It has been shown that the viability of An. gambiae and Cx. quinquefasciatus eggs outside of water continues to increase even after the serosal cuticle has been established, implying that the structure undergoes a degree of maturation before becoming fully functional. Recent studies now indicate that, despite conferring no effects at early embryogenesis, the degree of endochorion melanization is important in serosal cuticle-mediated ERD as darker eggshells correlate with higher ERD at late embryogenesis (Farnesi et al., 2017).
4.4.1. The process of tyrosine-mediated cuticle tanning
In order to explain this observation we must first understand the process of tyrosine-mediated cuticle tanning (melanization and sclerotization) in mosquitoes as a whole. Figure 3 contains an overview of this process and, for reference, a detailed overview can be found in the Supplementary Information (Arakane et al., 2016; Shamim et al., 2014).
4.4.2. The role of melanin in serosal cuticle-mediated ERD
The ‘melanization-ERD’ hypothesis, wherein greater eggshell melanization is predicted to confer higher levels of serosal ERD, has recently been confirmed through studies of the mutant GORO strain of Anopheles quadrimacultus (Farnesi et al., 2017). These mutants are unable to melanize effectively at any life cycle stage and so possess a light, golden colouration as opposed to the dark-brown wildtype (Mazur et al., 2001). Importantly, the timing of serosal cuticle formation as well as the overall length of embryogenesis in this strain are identical to the wildtype, making differences in melanization the single divergent factor between study groups in terms of egg development. Overall, viability studies found that, at 25% of embryogenesis completion (i.e. following serosal cuticle establishment), only 17% of GORO eggs hatched when left for five hours in a dry environment, compared with 85% of WT individuals (Farnesi et al., 2017). This demonstrates that eggshell melanization somehow grants the serosal cuticle its ability to promote egg survivorship outside water.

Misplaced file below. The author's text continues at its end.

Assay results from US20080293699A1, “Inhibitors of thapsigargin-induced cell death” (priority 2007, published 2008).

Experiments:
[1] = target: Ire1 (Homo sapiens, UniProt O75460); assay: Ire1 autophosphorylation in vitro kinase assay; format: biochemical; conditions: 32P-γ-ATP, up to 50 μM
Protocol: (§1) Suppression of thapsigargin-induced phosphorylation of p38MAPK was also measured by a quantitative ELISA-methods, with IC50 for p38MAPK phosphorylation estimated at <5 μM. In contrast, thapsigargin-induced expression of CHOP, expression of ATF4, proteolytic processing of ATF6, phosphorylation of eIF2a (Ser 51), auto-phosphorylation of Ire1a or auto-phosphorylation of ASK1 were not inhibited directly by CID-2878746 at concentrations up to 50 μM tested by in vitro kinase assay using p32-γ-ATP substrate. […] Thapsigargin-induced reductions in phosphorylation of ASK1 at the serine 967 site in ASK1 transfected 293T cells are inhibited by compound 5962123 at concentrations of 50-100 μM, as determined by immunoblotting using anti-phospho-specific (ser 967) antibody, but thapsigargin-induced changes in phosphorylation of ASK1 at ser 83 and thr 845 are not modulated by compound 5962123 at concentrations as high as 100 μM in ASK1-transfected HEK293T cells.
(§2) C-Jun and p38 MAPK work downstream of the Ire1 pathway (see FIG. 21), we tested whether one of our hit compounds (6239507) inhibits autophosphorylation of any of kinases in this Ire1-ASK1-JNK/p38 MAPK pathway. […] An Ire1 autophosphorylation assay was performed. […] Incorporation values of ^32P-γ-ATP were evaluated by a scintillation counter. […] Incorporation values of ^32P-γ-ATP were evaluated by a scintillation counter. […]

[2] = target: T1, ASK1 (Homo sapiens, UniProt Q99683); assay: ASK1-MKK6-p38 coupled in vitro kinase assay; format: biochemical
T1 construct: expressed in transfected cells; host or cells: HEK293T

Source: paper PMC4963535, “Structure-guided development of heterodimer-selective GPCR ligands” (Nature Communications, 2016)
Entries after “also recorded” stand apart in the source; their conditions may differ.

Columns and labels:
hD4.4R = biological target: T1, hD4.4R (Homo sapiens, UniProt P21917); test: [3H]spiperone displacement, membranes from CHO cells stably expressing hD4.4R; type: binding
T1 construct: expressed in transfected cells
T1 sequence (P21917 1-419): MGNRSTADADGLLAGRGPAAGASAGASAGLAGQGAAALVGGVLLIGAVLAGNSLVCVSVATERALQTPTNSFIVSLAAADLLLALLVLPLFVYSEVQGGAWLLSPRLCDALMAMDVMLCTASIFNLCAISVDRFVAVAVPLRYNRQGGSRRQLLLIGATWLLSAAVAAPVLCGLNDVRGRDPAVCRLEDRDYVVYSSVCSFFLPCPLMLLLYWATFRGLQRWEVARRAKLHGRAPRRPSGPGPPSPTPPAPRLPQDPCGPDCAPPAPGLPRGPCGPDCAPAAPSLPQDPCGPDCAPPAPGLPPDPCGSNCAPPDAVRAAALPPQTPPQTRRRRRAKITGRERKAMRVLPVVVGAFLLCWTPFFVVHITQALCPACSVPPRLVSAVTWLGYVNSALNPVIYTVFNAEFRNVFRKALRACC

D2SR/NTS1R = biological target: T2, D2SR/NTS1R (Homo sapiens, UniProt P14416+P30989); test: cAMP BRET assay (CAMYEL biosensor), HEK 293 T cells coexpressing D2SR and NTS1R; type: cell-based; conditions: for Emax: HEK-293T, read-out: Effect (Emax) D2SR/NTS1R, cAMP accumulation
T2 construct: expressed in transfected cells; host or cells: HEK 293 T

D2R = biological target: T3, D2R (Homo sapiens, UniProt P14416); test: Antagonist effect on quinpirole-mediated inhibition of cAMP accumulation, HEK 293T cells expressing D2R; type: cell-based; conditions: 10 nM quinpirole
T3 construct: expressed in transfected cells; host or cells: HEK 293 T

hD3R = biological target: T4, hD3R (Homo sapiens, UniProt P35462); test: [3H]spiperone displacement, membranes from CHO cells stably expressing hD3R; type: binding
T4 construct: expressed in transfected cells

In terms of interspecific differences, when the exochorion is removed by bleach, the degree of melanization in the remaining eggshell (endochorion and serosal cuticle) is highest in Ae. aegypti and lowest in Cx. quinquefasciatus (Farnesi et al., 2017). It is not known whether this difference in melanization is purely owed to differences in the endochorion from early embryogenesis or if the serosal cuticle is also melanized as it matures. One suggestion in favour of this second hypothesis is that serosa cells have been shown to express tyrosine hydroxylase and dopa decarboxylase enzymes, which are involved in melanin biosynthesis. However, since these enzymes are also involved in known sclerotization reactions, this discovery is not conclusive (Fig.3) (Goltsev et al., 2009). Determining if the serosal cuticle is melanized would allow us to more specifically hypothesise about the molecular basis of the interactions between the endochorion and serosal cuticle which result in ERD. However, such a determination may prove challenging as physical removal of the chorion by bleach is likely to de-pigment the cuticle (Farnesi et al., 2017). Moreover, transcriptomic expression studies of the serosal cuticle would also be unviable because the relevant genes in this case have an early onset of expression, prior to the stage at which the serosa can be isolated by eggshell removal. Therefore, I suggest that in situ hybridisation tests akin to those which confirmed the expression of DDC and TH should be performed for other melanin biosynthesis enzymes which are theoretically exclusive to the melanization pathway, such as DCEs (Goltsev et al., 2009).